Chapter 7: Attitudes and their origins (pp. 230–238)
- How do people form an attitude?
- Do all attitudes have the same structure?
- Are there any cultural differences in attitudes?
In this topic
- Measuring Attitudes (pp. 230–232)
Attitude Formation: Why and How? (pp. 232–238)
- Why attitudes form
- Cultural differences in attitude functions
- The building blocks of attitudes
- Putting it all together
- Linking attitudes to their objects
Explicit attitudes can be measured using the following methods:
- Self-reports: Ask people.
- Observations: Look at people's behavior.
Implicit attitudes may be measured using:
- Muscle activity: Measure muscle tension while a person is thinking about an attitude object.
- Reaction time: How fast do people react to an attitude object?
- The Implicit Association Test.
Implicit and explicit attitudes have different qualities; there is not one best attitude.
Attitude Formation: Why and How?
Why attitudes form
People evaluate almost everything they encounter, because attitudes are very useful.
Attitudes help people to master the environment. This is done through the knowledge function and utilitarian function of attitudes.
Attitudes also help us to gain and maintain connectedness with others. This is through the value-expressive function and impression management function of attitudes.
Cultural differences in attitude functions
In independent cultures, attitudes emphasize the individual and show that people are distinct from others; in interdependent cultures, attitudes emphasize group harmony and belongingness.
The building blocks of attitudes
Attitudes are built from mental representations that can include:
- Cognitive information: What people know about an attitude object.
- Affective information: What people feel about an attitude object.
- Behavioral information: Knowledge of interactions with the attitude object in the past, present, or future.
Affective information can be much stronger than cognitive information because of the intense emotions it can provoke. Habitual behavior can also dominate attitudes.
Putting it all together
All the informational components accumulate to form an attitude, following three principles:
- Consistency: New attitudes fit in a consistent way into existing knowledge, emotions, and experience.
- Bad outweighs good: Negative information has an edge over positive information.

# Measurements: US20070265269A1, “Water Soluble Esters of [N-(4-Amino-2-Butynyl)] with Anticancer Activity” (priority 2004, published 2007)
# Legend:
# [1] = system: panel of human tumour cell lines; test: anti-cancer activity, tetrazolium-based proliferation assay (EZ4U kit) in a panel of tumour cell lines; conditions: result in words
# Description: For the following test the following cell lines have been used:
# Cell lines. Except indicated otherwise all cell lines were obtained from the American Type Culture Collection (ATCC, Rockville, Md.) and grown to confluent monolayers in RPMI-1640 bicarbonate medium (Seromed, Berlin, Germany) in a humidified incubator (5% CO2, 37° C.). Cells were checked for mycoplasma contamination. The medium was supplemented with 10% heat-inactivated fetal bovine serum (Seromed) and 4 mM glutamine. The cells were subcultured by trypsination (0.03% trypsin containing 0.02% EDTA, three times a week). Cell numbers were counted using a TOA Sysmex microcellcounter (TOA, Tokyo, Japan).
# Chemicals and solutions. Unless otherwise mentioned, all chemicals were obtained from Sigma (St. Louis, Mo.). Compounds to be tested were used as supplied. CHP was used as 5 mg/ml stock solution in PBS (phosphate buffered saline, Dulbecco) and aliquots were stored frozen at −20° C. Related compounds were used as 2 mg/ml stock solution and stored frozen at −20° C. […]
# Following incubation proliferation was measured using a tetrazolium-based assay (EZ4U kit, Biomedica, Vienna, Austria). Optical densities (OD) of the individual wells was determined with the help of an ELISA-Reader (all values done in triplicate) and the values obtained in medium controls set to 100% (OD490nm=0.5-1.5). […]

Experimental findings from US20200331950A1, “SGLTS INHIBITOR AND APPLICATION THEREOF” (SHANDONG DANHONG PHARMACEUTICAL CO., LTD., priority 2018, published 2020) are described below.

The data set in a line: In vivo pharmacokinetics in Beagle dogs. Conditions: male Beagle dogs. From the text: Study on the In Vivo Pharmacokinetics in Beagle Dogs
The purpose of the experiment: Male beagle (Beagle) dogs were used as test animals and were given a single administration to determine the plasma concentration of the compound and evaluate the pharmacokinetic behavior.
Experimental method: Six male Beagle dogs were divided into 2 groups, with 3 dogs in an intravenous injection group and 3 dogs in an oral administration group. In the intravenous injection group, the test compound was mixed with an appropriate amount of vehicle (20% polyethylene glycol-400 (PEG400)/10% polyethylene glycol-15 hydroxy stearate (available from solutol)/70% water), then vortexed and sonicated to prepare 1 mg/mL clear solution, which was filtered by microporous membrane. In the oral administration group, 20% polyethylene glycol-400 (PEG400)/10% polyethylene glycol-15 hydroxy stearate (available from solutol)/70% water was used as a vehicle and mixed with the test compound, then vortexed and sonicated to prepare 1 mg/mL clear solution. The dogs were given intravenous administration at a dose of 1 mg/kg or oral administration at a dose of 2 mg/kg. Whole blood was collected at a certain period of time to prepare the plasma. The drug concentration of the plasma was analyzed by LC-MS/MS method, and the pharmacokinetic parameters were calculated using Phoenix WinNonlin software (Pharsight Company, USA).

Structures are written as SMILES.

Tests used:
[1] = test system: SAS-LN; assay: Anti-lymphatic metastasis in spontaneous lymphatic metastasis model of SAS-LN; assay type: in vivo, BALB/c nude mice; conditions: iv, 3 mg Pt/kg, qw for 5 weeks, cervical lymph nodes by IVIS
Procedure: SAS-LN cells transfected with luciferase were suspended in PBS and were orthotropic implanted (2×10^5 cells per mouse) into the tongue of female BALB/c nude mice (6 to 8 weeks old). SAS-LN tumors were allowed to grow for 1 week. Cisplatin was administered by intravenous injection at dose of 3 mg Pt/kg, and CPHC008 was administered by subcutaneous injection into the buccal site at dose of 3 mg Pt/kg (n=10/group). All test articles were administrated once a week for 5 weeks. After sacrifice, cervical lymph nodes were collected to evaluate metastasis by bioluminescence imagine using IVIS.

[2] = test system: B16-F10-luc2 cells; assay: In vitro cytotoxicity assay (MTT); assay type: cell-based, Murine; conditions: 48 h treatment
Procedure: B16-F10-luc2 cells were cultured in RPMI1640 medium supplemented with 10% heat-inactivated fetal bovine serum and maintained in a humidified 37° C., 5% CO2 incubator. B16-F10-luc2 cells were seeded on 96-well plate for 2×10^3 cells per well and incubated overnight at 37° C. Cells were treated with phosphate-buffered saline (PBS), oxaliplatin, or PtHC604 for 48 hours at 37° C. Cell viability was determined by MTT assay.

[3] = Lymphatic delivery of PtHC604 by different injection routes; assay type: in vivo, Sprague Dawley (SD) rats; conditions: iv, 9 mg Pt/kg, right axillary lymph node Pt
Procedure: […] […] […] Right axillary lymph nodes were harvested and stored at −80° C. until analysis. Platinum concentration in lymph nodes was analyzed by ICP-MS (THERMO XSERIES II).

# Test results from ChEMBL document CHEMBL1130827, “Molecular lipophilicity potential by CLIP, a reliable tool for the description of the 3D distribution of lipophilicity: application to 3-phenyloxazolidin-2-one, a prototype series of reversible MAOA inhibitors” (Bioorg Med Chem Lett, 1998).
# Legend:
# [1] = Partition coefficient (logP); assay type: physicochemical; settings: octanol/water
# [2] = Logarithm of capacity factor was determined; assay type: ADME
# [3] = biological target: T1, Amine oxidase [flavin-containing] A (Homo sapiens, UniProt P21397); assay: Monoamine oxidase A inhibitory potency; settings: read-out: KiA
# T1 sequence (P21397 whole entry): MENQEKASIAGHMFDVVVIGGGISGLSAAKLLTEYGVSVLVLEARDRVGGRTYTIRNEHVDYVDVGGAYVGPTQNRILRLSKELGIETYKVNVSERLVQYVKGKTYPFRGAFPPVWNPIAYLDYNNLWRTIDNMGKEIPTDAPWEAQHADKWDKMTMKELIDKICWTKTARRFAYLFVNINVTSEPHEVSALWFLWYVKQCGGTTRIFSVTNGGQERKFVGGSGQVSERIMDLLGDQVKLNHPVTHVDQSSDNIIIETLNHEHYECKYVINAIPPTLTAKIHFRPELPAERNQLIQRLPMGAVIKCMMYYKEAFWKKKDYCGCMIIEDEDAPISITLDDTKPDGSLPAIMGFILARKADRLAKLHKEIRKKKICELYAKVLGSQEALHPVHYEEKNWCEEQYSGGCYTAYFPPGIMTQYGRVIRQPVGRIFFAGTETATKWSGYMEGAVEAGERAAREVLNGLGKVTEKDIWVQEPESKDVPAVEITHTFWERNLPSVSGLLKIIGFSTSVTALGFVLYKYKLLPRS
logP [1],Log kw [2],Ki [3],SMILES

- Accessible information dominates: Information that comes to mind very easily has more impact.
Ambivalent attitudes reflect both positive and negative reactions to an attitude object.
Linking attitudes to their objects
Encountering an attitude object activates the attitude. The more often this joint activation of object and evaluation occurs, the closer and stronger the link becomes.
This has three consequences:
- The stronger the link, the more automatically the attitude is activated.
- The stronger the link, the more likely it is that we use this sole attitude as a source of knowledge.
- The stronger the link, the more resistant the attitude is to new information.
So what does this mean?
Attitude researchers infer attitudes from the way people react to attitude objects. Such reactions can range from subtle evaluative reactions that people are unaware of, to more direct expressions of support or opposition in words or deeds. Attempts to assess these different reactions have demonstrated that implicit attitudes can sometimes differ from explicit attitudes.
People form attitudes because attitudes are useful. Attitudes help people to master their social environment and to express important connections with others. Attitudes are assembled from three types of information: beliefs about the object's characteristics, feelings and emotions about the object, and information about past and current actions toward the object. Negative information and accessible information are weighted more heavily. Once an attitude forms, it becomes closely linked to the representation of the object.